Tokyo’s vast urban sprawl is dotted with large areas of green everywhere. There doesn’t seem to be a single neighborhood without a park worth showing off. They range from modern greens to traditional Japanese gardens—and you definitely want to enjoy a few of them while you explore the city.
Here is our guide to Tokyo’s most beautiful parks and what to visit them for: from firefly watching to illuminated autumn leaves and even sophisticated tea sipping in the middle of a pond.
Top tip: Parks are typically free and open 24 hours. Gardens will most likely have an entrance fee of a few hundred yen (a couple of dollars) and will be open roughly from 9 am to 5 pm on most days. Check out the details and links below for opening hours and closed days (often Mondays, if any).
Shinjuku Gyoen: Japanese gardens at their finest
Why visit: If you want to check out just one green space while in Tokyo, you might as well make it Shinjuku Gyoen National Garden. The area, once belonging to a feudal lord, is expansive and features Japanese, French and English gardens. There are also teahouses that offer matcha here.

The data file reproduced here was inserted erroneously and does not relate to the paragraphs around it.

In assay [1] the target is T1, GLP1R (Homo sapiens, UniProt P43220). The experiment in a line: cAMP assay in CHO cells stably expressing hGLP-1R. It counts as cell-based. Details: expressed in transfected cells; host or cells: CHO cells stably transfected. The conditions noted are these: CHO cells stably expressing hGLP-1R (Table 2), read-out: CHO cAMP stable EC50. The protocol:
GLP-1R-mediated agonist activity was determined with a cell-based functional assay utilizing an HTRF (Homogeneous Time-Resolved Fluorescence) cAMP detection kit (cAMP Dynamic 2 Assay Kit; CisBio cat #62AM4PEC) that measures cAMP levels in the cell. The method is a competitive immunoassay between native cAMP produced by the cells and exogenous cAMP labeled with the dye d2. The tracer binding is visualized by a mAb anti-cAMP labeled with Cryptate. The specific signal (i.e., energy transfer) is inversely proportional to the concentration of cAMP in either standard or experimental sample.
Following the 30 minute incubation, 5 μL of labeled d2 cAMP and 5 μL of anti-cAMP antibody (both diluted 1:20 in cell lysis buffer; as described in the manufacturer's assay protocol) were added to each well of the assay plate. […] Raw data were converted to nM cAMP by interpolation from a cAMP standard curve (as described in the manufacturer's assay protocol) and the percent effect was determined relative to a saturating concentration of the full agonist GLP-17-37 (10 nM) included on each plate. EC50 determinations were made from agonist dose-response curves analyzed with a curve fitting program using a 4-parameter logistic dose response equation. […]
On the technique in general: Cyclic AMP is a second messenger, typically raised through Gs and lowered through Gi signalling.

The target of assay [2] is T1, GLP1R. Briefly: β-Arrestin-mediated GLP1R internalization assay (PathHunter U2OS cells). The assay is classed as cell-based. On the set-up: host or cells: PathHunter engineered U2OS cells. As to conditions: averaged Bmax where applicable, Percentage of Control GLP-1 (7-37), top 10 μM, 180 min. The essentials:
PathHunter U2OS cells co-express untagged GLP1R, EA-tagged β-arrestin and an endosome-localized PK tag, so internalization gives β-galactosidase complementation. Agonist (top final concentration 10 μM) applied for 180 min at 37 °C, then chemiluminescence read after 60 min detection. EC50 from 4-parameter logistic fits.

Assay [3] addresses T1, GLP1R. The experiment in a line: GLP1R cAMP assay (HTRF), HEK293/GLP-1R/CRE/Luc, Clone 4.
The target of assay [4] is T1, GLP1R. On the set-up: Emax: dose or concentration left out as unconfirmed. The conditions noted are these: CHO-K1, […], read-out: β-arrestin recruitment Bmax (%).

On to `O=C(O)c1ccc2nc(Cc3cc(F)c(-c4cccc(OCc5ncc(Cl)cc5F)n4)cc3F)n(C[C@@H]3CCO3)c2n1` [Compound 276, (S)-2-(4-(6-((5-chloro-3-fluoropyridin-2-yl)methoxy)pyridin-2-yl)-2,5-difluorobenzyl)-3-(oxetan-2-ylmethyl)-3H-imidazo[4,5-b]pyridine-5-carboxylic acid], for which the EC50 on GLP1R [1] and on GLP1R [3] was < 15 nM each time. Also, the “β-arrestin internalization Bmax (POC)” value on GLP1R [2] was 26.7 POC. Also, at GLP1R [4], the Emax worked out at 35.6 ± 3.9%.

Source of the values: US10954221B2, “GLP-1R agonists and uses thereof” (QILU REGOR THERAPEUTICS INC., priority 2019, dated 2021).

Full guide: Shinjuku Gyoen: The Garden Lover’s Guide
Hamarikyu Garden: Teahouse experience for under ¥1,000
Why visit: The highlight of this very traditional Japanese garden is the teahouse in the middle of a beautiful pond where you can sip matcha starting from around 500 yen.
More details on Hamarikyu Garden.
The Imperial Palace Gardens: Taking in Japanese history from the lawn
Why visit: While you can enter the Imperial Palace grounds only by reservation with a guided tour, part of the surrounding garden is open to the public and free to enter. Stepping through the massive gates after you crossed the moat is quite impressive. Inside, you’ll find ruins of the old Edo castle, Japanese landscaped gardens (although on the more rudimentary side), and lawns great for stretching out and having a break await.
Full guide: Tokyo Imperial Palace Mega Guide
What’s nearby: Nearby is Kitanomaru Park, which houses the Budokan event space.
Ueno Park: All of Japan in one park
Why visit: There is a lot to do and see in Ueno Park! Scattered across this large park are art museums, temples, shrines and a lotus-filled pond. Back in the day, Ueno Park’s intent was to offer those that couldn’t travel a mini tour of Japan without leaving Tokyo. The park also holds festivals several times a year.
See more details on Ueno Park.